Coffee House at College Street
The most famous Coffee House branch in Kolkata is the one at the College Street, also known as the "Coffee House at College Street". It is opposite the Presidency College, Kolkata and has been a long-time a regular hang out for students (and ex-students) of the Presidency College, University of Calcutta, and other institutions in College Street.
The history of the Coffee House at College Street can be traced to Albert Hall, which was founded in April 1876. Later, the Coffee Board decided to start a coffee joint from the Albert Hall in 1942. Notable citizens, including Rabindranath Tagore and Subhas Chandra Bose, were frequent visitors to the place. In 1947, the Central Government changed the name of the place to "Coffee House". The place became a meeting place for poets, artistes, literati and people from the world of art and culture. In 1958, the management decided to shut down the Coffee House, but it was re-opened the same year, after professors of Presidency College and Calcutta University rushed off a special petition to the government to save the heritage place.
The prestige of the Coffee House increased with regular visitors such as Satyajit Ray, Manna Dey, Amartya Sen, Mrinal Sen and Aparna Sen The Coffee House is of historical significance for being the rendezvous of innumerable versatile people, from its inception to date. Scholars, editors, artists and writers like Ritwik Ghatak, Narayan Gangopadhyay, Sunil Gangopadhyay, Sanjeev Chattopadhyay, Samaresh Majumdar, Subhas Mukhopadhyay and Shakti Chattopadhyay have been just a few among the patrons of the restaurant. In the early 1960s the coffee house became the intellectual battleground of the famous Hungry generation literary and cultural movement; the iconic poets Malay Roy Choudhury, Samir Roychoudhury brother duo who pioneered the movement were arrested and prosecuted. Several literary magazines owe their origin to the inspiration from the adda sessions at this coffee house. Though popularly known as College Street Coffee house, this branch is actually on Bankim Chatterjee Street. The coffee house is famous for its adda sessions, and as the breeding place of several political and cultural personalities and movements. Many people come here just for the sake of adda and just being a part of the long talking sessions. Several talented and illustrious persons from different streams have been thronging this renowned adda for a long time. In 2006, a huge financial crunch kept the co-operative society from undertaking renovation of the coffee house. Though a few companies such as Asian Paints approached the society with offers to renovate the restaurant, the offers were refused due to clash of norms and conditions.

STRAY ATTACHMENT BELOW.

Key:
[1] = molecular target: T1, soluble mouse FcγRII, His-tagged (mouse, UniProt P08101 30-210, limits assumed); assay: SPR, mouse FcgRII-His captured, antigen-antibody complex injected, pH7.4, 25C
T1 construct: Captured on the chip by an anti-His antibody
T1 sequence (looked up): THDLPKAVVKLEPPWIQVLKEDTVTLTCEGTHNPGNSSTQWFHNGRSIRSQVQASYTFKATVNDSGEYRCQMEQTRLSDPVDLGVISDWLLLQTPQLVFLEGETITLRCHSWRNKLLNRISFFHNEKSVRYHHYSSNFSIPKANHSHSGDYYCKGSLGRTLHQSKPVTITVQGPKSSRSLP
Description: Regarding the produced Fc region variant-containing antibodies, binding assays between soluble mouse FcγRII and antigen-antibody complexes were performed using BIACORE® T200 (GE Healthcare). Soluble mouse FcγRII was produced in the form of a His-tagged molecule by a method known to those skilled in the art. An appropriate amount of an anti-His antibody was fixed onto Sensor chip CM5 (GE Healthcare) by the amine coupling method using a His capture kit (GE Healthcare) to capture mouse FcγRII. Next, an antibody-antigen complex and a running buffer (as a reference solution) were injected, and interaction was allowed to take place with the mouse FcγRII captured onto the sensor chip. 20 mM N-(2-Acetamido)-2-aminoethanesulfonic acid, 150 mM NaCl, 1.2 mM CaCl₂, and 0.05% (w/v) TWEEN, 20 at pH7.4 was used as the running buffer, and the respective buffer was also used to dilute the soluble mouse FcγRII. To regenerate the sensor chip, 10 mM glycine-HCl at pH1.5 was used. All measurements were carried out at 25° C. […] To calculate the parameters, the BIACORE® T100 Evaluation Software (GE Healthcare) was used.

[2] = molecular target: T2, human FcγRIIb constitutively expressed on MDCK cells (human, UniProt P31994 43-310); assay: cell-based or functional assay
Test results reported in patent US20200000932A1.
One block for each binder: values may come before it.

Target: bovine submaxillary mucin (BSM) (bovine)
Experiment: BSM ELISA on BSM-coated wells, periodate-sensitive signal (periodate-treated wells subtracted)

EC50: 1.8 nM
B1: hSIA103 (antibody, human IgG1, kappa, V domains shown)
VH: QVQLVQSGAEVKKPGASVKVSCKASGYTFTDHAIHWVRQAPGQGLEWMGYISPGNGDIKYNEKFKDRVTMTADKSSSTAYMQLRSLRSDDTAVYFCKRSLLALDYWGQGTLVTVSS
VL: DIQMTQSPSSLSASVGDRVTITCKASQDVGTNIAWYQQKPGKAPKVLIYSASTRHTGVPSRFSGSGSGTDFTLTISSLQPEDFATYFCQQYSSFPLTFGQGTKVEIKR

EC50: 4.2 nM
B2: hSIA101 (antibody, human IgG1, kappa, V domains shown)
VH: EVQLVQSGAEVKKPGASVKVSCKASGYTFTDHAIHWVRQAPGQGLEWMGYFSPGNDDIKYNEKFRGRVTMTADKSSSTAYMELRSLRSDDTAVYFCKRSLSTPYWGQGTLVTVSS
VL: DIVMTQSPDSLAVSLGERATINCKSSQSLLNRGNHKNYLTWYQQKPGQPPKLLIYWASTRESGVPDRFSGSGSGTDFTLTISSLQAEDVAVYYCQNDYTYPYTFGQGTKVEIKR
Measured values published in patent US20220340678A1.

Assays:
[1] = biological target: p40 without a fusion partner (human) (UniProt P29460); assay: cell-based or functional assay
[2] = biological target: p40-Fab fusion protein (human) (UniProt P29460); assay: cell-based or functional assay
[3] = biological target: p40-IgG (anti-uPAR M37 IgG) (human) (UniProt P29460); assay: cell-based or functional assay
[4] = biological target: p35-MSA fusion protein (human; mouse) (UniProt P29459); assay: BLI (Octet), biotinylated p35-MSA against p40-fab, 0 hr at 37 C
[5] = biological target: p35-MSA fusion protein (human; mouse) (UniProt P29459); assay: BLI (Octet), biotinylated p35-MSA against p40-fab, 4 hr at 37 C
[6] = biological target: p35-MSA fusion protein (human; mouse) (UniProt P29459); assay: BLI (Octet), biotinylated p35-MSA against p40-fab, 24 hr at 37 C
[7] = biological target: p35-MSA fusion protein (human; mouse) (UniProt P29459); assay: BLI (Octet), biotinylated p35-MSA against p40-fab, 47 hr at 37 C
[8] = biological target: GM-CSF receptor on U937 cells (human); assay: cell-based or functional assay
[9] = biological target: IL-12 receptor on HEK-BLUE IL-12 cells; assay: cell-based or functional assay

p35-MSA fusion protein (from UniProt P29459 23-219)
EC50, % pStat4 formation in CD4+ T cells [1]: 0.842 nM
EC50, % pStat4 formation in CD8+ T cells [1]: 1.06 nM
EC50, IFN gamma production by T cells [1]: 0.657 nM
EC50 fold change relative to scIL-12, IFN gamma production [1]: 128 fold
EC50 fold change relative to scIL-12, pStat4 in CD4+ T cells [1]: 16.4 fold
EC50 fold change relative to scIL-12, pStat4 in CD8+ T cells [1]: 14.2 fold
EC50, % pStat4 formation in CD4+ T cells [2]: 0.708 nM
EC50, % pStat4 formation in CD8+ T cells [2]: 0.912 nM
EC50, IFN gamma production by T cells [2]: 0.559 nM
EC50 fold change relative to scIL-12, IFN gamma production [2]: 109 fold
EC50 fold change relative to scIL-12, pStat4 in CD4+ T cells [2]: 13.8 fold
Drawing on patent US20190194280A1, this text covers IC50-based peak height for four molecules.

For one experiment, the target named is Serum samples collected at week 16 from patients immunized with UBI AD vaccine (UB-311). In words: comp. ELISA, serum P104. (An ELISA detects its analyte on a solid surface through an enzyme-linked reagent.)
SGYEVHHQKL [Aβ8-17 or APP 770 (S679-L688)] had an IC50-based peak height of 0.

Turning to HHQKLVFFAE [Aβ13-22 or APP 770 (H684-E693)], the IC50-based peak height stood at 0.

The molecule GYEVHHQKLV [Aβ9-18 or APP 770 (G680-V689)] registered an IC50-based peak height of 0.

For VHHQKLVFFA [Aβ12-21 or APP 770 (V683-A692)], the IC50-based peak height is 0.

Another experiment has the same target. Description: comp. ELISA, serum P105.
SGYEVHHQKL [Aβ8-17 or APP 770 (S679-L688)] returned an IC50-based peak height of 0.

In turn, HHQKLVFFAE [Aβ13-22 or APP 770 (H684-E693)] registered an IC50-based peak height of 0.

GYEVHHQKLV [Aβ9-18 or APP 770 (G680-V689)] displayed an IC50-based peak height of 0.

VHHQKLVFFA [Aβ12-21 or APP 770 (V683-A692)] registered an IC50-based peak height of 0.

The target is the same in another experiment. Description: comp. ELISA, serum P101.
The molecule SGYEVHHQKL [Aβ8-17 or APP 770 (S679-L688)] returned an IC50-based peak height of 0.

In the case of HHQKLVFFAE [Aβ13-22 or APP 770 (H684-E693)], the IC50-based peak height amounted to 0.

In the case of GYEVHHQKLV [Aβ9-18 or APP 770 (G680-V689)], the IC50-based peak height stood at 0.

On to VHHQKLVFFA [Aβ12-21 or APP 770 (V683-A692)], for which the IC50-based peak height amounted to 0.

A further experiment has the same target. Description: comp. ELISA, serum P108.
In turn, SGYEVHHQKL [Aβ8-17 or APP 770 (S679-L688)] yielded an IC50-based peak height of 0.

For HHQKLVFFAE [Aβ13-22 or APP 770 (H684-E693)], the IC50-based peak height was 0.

The Indian Coffee House branch in Sector 17 of Chandigarh was opened in 1964 and remained popular among professionals, journalists, doctors, bureaucrats, lawyers and senior officials. The branch originally operated in Sector 22, and was shifted to Sector 17 in 1971. The Coffee House on the Punjab University campus is popular among students.
The Indian Coffee House branch in Dharamsala used to be a popular hang-out of intelligentsia in the city. It was set up, after the district administration approached the Indian Coffee Workers' Co-operative Society, Delhi in 1991. The society decided to close it down in 2006, after losses ran over 35 lakh rupees.
The 50-year-old Indian Coffee House at M. G. Road in Bangalore closed on 5 April 2009, after the Indian Coffee Workers' Cooperative Society Limited lost a legal battle with the owner of the building to continue in the premises. It has been reopened on Church Street, less than a hundred metres away.
List of locations
- "More than just coffee 'n snacks". Metro Plus Kochi. The Hindu. 23 September 2002. Retrieved 13 May 2007.
- Vibhor Mohan (27 September 2006). "Crisis in a coffee cup". The Tribune. Retrieved 13 May 2007.
- Indian coffee House
- Cuppa At Coffee House
- Flavours of another era
- Funds crunch cripples College St Coffee House
- Coffee House charm intact
- Bangalore's Coffee House shuts after 50 charming years
Indian Coffee House in Kannur - Address & Phone Numbers
|Wikimedia Commons has media related to: Indian Coffee House|